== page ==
Spanish PM warns slashing unemployment will be 'difficult'
Spanish Prime Minister Jose Luis Rodriguez Zapatero warned of a "long and difficult road ahead" to overcome the country's high unemployment rate despite a recent dip in joblessness.
Spain's official unemployment rate eased to 19.79 percent in the third quarter from 20.09 percent in the second, official data showed last month, but it is still the highest in the 27-nation European Union.
"The improvement is still so weak that it does not guarantee an irreversible change in the trend," Zapatero told parliament.
"We have a long and difficult road ahead of us to put the employment situation right and reduce joblessness," he said.
Spain's timid economic recovery from nearly two years of recession triggered by the collapse of a property bubble came to a stop in the third quarter amid tough austerity measures, official data showed Wednesday.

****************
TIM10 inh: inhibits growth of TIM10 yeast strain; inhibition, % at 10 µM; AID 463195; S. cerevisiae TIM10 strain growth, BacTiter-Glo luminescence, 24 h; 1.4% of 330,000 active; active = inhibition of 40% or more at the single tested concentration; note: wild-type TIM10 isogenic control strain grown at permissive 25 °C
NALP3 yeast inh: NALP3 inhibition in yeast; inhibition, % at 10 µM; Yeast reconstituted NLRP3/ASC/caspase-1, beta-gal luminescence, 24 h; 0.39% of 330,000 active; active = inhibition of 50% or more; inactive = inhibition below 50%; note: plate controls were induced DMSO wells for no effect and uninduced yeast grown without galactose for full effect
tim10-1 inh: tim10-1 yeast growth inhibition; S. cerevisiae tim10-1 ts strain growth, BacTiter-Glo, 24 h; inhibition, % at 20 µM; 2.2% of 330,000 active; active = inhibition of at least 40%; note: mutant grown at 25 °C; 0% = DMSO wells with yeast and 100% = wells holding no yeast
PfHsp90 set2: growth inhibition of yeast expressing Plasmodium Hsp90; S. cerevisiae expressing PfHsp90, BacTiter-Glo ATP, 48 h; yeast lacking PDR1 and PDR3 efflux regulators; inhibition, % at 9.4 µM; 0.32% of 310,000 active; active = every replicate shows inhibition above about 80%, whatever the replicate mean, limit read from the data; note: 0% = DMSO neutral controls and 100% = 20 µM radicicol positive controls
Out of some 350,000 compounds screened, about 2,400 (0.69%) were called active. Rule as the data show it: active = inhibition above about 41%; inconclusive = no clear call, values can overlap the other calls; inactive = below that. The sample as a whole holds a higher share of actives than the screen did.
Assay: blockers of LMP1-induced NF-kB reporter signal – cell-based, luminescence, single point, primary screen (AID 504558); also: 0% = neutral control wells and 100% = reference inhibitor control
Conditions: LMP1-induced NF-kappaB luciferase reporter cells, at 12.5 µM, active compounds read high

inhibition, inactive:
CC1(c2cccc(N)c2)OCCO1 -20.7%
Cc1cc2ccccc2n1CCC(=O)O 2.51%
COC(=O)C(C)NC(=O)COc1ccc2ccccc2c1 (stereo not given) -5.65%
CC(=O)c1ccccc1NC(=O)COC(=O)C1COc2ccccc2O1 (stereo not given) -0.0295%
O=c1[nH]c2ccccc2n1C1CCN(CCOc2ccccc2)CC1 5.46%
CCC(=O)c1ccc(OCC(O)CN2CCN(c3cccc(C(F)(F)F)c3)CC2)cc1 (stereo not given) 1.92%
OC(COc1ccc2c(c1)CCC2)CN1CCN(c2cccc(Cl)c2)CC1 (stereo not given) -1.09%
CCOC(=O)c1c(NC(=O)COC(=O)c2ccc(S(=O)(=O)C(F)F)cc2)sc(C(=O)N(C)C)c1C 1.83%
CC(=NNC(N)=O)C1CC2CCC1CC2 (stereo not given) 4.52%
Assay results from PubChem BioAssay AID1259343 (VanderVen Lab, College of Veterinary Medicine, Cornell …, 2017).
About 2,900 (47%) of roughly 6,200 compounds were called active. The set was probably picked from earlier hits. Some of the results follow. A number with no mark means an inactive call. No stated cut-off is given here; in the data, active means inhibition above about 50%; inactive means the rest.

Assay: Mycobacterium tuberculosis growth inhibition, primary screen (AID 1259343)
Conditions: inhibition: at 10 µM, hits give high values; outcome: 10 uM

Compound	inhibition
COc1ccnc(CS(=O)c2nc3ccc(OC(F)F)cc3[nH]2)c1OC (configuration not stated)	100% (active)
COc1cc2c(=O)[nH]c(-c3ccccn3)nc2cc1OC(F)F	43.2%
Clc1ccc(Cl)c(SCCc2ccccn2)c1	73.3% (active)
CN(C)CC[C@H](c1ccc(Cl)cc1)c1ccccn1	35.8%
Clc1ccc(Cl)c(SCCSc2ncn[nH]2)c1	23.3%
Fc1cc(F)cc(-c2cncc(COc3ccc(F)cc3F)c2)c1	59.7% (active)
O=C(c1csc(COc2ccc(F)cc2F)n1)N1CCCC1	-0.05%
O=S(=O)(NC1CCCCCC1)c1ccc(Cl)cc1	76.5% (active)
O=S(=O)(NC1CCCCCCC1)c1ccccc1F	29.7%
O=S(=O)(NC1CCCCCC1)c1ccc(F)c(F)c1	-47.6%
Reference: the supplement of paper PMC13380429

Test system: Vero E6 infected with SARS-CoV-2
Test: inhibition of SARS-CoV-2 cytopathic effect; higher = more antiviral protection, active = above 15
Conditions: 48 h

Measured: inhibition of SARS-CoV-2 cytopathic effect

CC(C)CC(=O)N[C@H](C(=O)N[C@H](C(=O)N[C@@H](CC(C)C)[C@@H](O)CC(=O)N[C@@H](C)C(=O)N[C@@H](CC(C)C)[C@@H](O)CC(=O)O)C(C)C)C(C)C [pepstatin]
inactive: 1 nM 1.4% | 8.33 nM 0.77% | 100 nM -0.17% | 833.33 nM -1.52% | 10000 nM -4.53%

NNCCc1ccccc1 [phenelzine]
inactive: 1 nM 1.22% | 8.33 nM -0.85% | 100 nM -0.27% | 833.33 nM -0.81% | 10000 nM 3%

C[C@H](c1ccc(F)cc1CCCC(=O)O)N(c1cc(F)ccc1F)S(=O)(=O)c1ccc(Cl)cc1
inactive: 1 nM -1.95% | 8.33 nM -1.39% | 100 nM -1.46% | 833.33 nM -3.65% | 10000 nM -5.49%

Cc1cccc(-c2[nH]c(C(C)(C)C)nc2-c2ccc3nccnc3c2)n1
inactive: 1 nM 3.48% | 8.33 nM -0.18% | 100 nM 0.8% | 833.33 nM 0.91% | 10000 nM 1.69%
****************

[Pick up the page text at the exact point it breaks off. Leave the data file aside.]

Gross domestic product showed zero growth in the three months to September 30 from the previous quarter.
"The recovery will continue in the fourth quarter and should accelerate in 2011," said Zapatero, adding it is "highly probable" that the government forecasts of a 0.3 percent drop in growth this year will be confirmed.
The government predicts economic growth of 1.3 percent in 2011.
Earlier this year, Zapatero introduced a hotly contested labour market reform that cut the country's high cost of firing workers and gives companies more flexibility to reduce working hours and staff levels in economic downturns -- changes that he argued would boost job creation.
It also intends to raise the retirement age to 67 from 65, another measure fiercely opposed by unions.
"This commitment has no backward move," said the prime minister, and the plan (on the retirement age) will be presented to parliament "in the first quarter of 2011."
© 2010 AFP